- Study a map of the area you will be visiting. If available, consider downloading area maps to your phone.
- Learn as much as possible about getting around the streets to avoid looking like a lost tourist.
- Ask the concierge about where - and, more importantly, where not - to go.

There may be safety in numbers, but there is also safety in knowledge. With some advance planning and the advice of a professional travel agent, your vacation or business trip can be safe, hassle-free and memorable. Contact a trusted ASTA travel agent today at and get professional assistance and advice for your next trip.

Obama 'not cutting' Afghan troops

US President Barack Obama has said his review of Afghan strategy will not look at pulling out or cutting troop levels.
Mr Obama told key members of Congress that he would decide on a course of action with a sense of urgency - but that not everyone would be pleased. World tour and travel
But a source said he did not pledge to increase troop numbers as his top general in Afghanistan wants.
The meeting came on the eve of the eighth anniversary of the start of the US-led Afghan military operation.
It was launched to oust the Taliban from Afghanistan following the 11 September attacks on the US.
'Rigorous and deliberate'
About 30 senior congressional figures - Democrats and Republicans - had been invited to the meeting with the US leader.
ANALYSISMark MardellMark Mardell, BBC News, Washington
There appears to be a frustration that the review of strategy has some times been portrayed in black and white terms of a massive increase or reduction of troop numbers.
As one administration official put it - it's not about doubling down or leaving. Tour and Travel
But it's going on too long for some Republicans, and members of the president's own party are dubious about committing more resources and military personnel to a conflict where there is no end in sight.
The word Vietnam is heard more and more on Capitol Hill.
Divisions are emerging between some Democrats concerned by the prospect of deploying more US forces to Afghanistan and some Republicans urging the Obama administration to follow the advice of top generals and increase troop levels.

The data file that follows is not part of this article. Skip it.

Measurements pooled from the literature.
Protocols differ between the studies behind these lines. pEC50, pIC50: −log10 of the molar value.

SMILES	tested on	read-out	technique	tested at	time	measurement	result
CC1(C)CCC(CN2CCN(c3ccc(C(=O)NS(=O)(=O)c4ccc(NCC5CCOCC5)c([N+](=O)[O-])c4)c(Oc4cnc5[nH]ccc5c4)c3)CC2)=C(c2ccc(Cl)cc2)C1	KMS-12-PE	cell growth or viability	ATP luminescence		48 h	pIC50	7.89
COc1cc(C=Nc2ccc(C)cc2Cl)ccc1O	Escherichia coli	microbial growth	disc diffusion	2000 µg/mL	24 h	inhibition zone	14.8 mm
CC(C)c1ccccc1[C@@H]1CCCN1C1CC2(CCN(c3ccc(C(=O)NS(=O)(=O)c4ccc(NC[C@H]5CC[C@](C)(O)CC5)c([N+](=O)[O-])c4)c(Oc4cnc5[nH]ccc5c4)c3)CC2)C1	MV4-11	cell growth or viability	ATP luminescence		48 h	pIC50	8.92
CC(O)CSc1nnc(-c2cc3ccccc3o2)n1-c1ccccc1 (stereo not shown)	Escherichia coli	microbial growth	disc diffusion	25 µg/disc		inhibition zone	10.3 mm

President Obama told the group that his assessment would be "rigorous and deliberate" and that he would continue to work with Congress in the best interests of US and international security.
According to one White House source, he told the meeting that he would not shrink the number of troops in Afghanistan or opt for a strategy of merely targeting al-Qaeda leaders.
But he would not be drawn on sending additional troops - which his top commander in Afghanistan, General Stanley McCrystal, requested last week.
Democratic Speaker Nancy Pelosi said that there had been some agreement but also some "diversity of opinion" during the talks.
Former Republican presidential candidate Senator John McCain urged Mr Obama to take heed of the advice given by generals on the ground.
A US official, quoted by Reuters news agency, said of the meeting: "He... made it clear that his decision won't make everybody in the room or the nation happy, but underscored his commitment to work on a collaborative basis."
Afghan strategy
The BBC's Mark Mardell, in Washington, says there appears to be a frustration that the review of strategy has some times been portrayed in black and white terms of a massive increase or reduction of troop numbers.
US President Barack Obama
Dr Anthony Cordesman, an adviser to General McCrystal, told the BBC the decision was much more complex than was being portrayed.
"It is a very big decision and it involves a great deal more than simply troop levels.
"There's a decision as to what strategy to pursue, how committed to stay in Afghanistan, how to deal with Nato and Isaf [International Assistance Security Force] allies, how to reshape the aid programme - and how to deal with the future of the Afghan government.
"So this is much more than simply a military strategy decision."
By the end of 2009 there will be a total of 68,000 US troops in Afghanistan, based on current deployment plans.
President Obama has said the strategy in Afghanistan must be agreed before a decision can be made on troop numbers.
Gen McChrystal had described the situation in Afghanistan as "serious" and is believed to have requested up to 40,000 additional troops.
He is believed to want the focus of the strategy to fall on protecting the Afghan people and carrying the fight to the Taliban.
Future US strategy will be discussed in a series of Obama administration meetings this week.
On Wednesday President Obama is holding his third of five meetings with his National Security Council, as well as field commanders and regional ambassadors.